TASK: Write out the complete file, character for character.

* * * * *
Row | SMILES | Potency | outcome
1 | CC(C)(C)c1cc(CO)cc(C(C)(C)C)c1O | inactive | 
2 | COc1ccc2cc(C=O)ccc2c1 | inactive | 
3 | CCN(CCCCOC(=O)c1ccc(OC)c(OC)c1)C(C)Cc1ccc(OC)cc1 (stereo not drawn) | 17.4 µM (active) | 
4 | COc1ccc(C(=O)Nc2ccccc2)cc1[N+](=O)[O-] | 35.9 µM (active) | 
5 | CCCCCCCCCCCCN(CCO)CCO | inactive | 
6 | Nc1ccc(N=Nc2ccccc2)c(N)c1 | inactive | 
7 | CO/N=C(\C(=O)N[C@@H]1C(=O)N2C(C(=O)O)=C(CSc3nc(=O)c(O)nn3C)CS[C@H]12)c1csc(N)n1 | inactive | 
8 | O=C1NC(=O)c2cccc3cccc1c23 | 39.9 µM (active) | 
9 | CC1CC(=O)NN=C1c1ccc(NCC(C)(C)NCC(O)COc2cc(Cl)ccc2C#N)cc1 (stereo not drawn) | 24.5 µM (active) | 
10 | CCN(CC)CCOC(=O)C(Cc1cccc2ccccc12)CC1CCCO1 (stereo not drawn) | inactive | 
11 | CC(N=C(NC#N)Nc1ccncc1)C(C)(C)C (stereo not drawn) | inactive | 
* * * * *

Row | SMILES | Potency | outcome
1 | CC(C)(C)c1cc(CO)cc(C(C)(C)C)c1O | inactive | 
2 | COc1ccc2cc(C=O)ccc2c1 | inactive | 
3 | CCN(CCCCOC(=O)c1ccc(OC)c(OC)c1)C(C)Cc1ccc(OC)cc1 (stereo not drawn) | 17.4 µM (active) | 
4 | COc1ccc(C(=O)Nc2ccccc2)cc1[N+](=O)[O-] | 35.9 µM (active) | 
5 | CCCCCCCCCCCCN(CCO)CCO | inactive | 
6 | Nc1ccc(N=Nc2ccccc2)c(N)c1 | inactive | 
7 | CO/N=C(\C(=O)N[C@@H]1C(=O)N2C(C(=O)O)=C(CSc3nc(=O)c(O)nn3C)CS[C@H]12)c1csc(N)n1 | inactive | 
8 | O=C1NC(=O)c2cccc3cccc1c23 | 39.9 µM (active) | 
9 | CC1CC(=O)NN=C1c1ccc(NCC(C)(C)NCC(O)COc2cc(Cl)ccc2C#N)cc1 (stereo not drawn) | 24.5 µM (active) | 
10 | CCN(CC)CCOC(=O)C(Cc1cccc2ccccc12)CC1CCCO1 (stereo not drawn) | inactive | 
11 | CC(N=C(NC#N)Nc1ccncc1)C(C)(C)C (stereo not drawn) | inactive | 